Blackberry Bush

Blackberry Day

Sep 12

Other Scottish Country Dances for this Day

Blackberry Day
Blackberry Bush
Show More

Today's Musings, History & Folklore

"We trekked and picked until the cans were full, Until the tinkling bottom had been covered With green ones, and on top big dark blobs burned Like a plate of eyes. Our hands were peppered With thorn pricks, our palms sticky as Bluebeard's." ~ Blackberry-Picking, Seamus Heaney, 1999

September 12th is Blackberry Day, a traditional berry picking day, related to the statistical date when blackberries reach their peak ripeness in the English Midlands. There are many modern cousins and crosses of blackberries with delicious flavours. The Tayberry is a Scottish cross between a blackberry and a red raspberry, In the US, delicious descendants are the Ollalieberry (a cross between the Black Logan blackberry and the Youngberry, itself a cross between a blackberry, raspberry, and dewberry; and the Marionberry (a cross between the California blackberry, loganberry, and the Ollalieberry).

Blackberry Bush

Blackberry, Bramble, Bumble-Kite, Bramble-Kite, Bly,  Brummel, Brameberry, Scaldhead, and Brambleberry ... whatever name you use for these delicious berries, September 12th is Blackberry Day, a traditional berry picking day.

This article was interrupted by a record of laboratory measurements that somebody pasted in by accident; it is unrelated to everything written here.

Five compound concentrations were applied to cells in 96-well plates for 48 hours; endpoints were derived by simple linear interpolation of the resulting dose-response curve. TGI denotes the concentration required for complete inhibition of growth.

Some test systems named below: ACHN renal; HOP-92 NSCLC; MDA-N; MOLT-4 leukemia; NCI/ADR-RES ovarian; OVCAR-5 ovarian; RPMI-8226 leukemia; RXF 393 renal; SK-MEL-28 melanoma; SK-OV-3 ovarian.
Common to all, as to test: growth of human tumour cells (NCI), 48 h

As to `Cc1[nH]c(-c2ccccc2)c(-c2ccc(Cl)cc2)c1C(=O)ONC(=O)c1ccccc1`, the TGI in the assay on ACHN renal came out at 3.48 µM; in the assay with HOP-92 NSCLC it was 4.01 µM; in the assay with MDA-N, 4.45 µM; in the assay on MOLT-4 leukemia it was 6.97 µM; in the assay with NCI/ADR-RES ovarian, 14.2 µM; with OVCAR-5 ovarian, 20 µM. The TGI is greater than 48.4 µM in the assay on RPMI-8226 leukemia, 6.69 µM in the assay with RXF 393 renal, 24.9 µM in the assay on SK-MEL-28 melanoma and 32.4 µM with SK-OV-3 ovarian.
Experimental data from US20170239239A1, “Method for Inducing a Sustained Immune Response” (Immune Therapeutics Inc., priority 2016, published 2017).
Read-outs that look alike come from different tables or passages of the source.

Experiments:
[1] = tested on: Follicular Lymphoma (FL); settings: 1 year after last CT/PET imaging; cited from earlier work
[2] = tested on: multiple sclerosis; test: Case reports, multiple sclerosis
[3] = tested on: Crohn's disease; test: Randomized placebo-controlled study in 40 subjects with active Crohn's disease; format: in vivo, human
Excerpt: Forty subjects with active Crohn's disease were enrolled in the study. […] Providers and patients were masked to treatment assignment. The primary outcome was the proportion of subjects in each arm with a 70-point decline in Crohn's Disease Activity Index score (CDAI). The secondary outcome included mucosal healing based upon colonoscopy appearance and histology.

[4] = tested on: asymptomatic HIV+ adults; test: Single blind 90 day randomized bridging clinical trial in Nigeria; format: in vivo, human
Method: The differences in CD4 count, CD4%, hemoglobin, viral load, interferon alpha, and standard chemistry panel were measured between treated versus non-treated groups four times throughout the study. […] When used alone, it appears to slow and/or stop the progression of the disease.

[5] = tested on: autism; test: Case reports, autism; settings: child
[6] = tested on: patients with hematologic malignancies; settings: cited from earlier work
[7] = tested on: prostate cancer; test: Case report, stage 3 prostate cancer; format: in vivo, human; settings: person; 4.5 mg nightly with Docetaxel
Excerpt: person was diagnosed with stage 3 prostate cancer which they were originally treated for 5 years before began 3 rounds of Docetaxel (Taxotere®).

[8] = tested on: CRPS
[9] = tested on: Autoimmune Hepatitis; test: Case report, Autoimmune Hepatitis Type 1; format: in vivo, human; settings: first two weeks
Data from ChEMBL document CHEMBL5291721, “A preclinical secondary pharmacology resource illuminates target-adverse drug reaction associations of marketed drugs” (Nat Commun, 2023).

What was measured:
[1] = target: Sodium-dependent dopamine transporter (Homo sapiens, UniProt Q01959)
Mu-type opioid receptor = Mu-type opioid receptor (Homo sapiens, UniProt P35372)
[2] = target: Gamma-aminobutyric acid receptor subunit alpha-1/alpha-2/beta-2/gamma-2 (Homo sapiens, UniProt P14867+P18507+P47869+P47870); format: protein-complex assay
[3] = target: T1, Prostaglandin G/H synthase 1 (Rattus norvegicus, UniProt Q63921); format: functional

The name of this dance comes from the traditional tune of the same name. 

The Tayberry (see photo below) is a cross between a blackberry and a red raspberry, patented in 1979 by Derek L. Jennings of Dundee, Scotland,  and named after the river Tay.

The fruit is sweeter, much larger, and more aromatic than that of the loganberry, itself a blackberry and red raspberry cross. The tayberry is grown for its edible fruits which can be eaten raw or cooked, but the fruit do not pick easily by hand and cannot be machine harvested, so they have not become a commercially grown berry crop.

Tayberries have a naturally high level of pectin, so they're perfect for jam and pie fillings. 

So if you are harvesting your blackberries today (or before Devil's Spit Day, reckoned on either Michaelmas (September 29th) or Old Michaelmas (October 10th), when blackberries are no longer deemed to be safe, having been fouled by the Devil), and are looking for recipes, try the perfect late summer desert, Michaelmas Blackberry Dumplings, from Lavender & Lovage. 

Folklore in the British Isles suggests that Michaelmas day (or old Michaelmas Day, October 10th or 11th) is the last day that blackberries can be picked. It is said that when St. Michael expelled Lucifer, the devil, from heaven, he fell from the skies and landed in a prickly blackberry bush. Satan cursed the fruit, scorched them with his fiery breath, and stamped and spat on them (or worse), so that they would be unfit for eating. As it is considered ill-advised to eat them after 29 September, a Michaelmas pie is made from the last of the season.

Click the photo below for the recipe.

Blackberry Bush
Blackberry Bush

Jan    Feb    Mar    Apr    May    Jun    Jul    Aug    Sep    Oct    Nov    Dec

The majority of dance descriptions referenced on this site have been taken from the

 

Scottish Country Dancing Dictionary or the

Scottish Country Dancing Database 

 

Snapshots of dance descriptions are provided as an overview only.  As updates may have occurred, please click the dance description to be forwarded to a printable dance description or one of the official reference sources.

Follow us on social media

  • Facebook - Grey Circle
  • Twitter - Grey Circle

© 2019 Curious Magpie Designs